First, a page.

Just because a piano says “Steinway” doesn’t automatically mean it’s a wonderful piano and a good investment. Played or not, age takes a toll on a piano. Unlike a violin or a guitar, pianos are mechanical and machines deteriorate over time. Even pianos that have been un-played for decades can develop serious problems. The phrase “it’s like new because it’s never been played” is rubbish. The high tension of a piano’s strings combined with constant changes in humidity can cause soundboards and bridges to crack and action pivot points to seize. A 1930 Steinway that now sits in an air conditioned home still sat in an un-air conditioned home for 40 or 50 years, subject to the effects of humidity. In addition, many Steinways have been “sliced and diced” over the years by piano technicians in an effort to keep them working. Many Steinways have been adulterated with inappropriate parts and suffer from poor repairs.
In today’s piano trade, there is an inclination to gut an old piano, leaving only the case, cast iron plate and action frame intact; everything else is replaced with new parts (referred to as “re-manufacturing). In some instances, this improves a pianos performance. But when investment, not performance, is an owner’s primary motivation, then another approach is needed.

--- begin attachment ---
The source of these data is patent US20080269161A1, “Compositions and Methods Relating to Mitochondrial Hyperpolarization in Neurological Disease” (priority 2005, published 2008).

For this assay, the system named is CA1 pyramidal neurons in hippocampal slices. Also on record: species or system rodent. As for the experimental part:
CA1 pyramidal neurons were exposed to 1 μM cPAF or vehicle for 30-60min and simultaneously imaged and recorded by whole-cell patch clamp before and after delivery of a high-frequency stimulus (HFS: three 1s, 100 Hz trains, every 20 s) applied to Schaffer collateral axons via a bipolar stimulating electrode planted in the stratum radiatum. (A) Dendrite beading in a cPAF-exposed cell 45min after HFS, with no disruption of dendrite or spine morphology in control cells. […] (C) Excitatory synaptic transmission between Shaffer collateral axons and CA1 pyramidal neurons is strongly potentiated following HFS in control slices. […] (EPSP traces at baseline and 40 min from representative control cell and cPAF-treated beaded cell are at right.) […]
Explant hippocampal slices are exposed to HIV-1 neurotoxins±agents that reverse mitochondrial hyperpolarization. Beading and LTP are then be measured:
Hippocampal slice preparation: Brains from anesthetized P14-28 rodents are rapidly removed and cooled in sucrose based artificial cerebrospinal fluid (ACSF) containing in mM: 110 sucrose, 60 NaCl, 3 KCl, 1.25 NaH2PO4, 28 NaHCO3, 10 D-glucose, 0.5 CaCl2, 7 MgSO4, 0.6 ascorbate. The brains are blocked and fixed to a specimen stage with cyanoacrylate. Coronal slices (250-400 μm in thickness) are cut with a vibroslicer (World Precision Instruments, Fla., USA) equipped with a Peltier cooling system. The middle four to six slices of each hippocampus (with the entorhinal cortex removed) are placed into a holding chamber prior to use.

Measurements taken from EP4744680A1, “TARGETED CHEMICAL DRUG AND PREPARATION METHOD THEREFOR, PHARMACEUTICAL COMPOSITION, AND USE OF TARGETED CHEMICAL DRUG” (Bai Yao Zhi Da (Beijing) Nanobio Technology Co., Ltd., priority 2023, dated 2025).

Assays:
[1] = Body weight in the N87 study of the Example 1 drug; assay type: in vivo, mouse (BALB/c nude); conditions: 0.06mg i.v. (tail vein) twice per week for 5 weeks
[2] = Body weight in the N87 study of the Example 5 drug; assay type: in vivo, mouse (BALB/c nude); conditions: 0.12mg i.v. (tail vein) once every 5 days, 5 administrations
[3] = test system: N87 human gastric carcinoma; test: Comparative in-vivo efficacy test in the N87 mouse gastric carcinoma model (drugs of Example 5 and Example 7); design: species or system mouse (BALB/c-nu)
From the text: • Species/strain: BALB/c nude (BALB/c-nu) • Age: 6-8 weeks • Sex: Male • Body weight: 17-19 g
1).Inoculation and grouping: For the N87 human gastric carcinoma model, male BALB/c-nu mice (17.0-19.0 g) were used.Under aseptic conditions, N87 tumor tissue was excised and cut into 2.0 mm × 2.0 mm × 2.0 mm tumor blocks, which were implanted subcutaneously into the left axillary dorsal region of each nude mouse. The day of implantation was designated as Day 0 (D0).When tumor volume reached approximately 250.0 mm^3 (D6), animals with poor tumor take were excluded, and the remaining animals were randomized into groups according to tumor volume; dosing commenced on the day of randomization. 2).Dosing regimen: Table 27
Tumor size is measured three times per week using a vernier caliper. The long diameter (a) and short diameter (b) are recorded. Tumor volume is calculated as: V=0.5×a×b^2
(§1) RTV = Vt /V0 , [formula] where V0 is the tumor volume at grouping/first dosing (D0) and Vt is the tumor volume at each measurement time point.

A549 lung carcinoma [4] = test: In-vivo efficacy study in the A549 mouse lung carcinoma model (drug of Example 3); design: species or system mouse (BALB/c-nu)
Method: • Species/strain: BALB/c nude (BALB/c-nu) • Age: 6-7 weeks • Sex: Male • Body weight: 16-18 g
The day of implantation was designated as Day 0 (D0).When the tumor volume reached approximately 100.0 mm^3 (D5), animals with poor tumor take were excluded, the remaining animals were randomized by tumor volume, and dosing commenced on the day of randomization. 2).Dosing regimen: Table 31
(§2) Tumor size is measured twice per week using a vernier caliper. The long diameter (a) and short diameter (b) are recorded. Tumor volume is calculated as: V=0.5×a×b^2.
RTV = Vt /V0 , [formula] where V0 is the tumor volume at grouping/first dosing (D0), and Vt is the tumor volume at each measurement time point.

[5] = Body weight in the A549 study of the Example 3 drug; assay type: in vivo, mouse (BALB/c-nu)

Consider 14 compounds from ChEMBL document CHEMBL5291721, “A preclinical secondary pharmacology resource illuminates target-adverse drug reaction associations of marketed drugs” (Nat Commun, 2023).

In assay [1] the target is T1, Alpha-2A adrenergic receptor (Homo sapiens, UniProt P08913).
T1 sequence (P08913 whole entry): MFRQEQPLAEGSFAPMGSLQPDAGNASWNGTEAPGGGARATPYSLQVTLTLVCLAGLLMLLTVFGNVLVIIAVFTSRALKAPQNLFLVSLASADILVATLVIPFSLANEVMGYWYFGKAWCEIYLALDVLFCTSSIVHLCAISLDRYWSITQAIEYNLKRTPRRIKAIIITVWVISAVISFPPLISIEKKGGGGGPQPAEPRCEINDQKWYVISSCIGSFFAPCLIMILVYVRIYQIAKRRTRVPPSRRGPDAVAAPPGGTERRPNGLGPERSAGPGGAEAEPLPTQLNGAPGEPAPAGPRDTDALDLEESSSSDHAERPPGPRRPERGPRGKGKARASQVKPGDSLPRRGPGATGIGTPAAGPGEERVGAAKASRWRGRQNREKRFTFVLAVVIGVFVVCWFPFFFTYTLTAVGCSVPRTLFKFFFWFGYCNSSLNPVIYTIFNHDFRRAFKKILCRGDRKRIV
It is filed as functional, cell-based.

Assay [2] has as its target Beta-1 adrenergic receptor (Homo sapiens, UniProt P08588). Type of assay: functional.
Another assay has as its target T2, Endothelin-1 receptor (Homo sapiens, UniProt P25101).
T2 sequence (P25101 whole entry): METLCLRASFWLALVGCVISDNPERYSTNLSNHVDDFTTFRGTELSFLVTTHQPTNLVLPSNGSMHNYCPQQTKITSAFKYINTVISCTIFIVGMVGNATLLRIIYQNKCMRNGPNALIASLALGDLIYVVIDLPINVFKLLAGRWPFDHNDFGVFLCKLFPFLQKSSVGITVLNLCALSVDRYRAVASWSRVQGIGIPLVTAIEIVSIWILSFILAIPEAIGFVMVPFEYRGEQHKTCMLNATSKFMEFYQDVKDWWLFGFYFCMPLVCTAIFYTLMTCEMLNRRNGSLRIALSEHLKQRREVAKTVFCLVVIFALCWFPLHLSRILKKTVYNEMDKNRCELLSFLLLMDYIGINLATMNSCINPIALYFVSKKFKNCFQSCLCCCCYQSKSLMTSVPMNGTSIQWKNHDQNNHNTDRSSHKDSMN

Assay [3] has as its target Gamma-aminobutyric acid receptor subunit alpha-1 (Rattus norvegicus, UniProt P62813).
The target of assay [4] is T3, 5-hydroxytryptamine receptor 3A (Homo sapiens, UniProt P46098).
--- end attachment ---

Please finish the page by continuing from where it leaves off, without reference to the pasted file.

In the antiques trade a primary value marker is an item’s authenticity. Preserving an item’s historical authenticity is paramount. A particular Steinway piano’s place in history can be destroyed by gutting it and installing all new parts. A re-manufactured Steinway may indeed be a good investment relative to the cost of a new Steinway—for about 20 years. Then, it becomes just another old piano with all of its historical significance tossed onto the trash heap. It’s nothing as far as history goes. From an investment standpoint, a proper restoration will make the piano more valuable as time passes.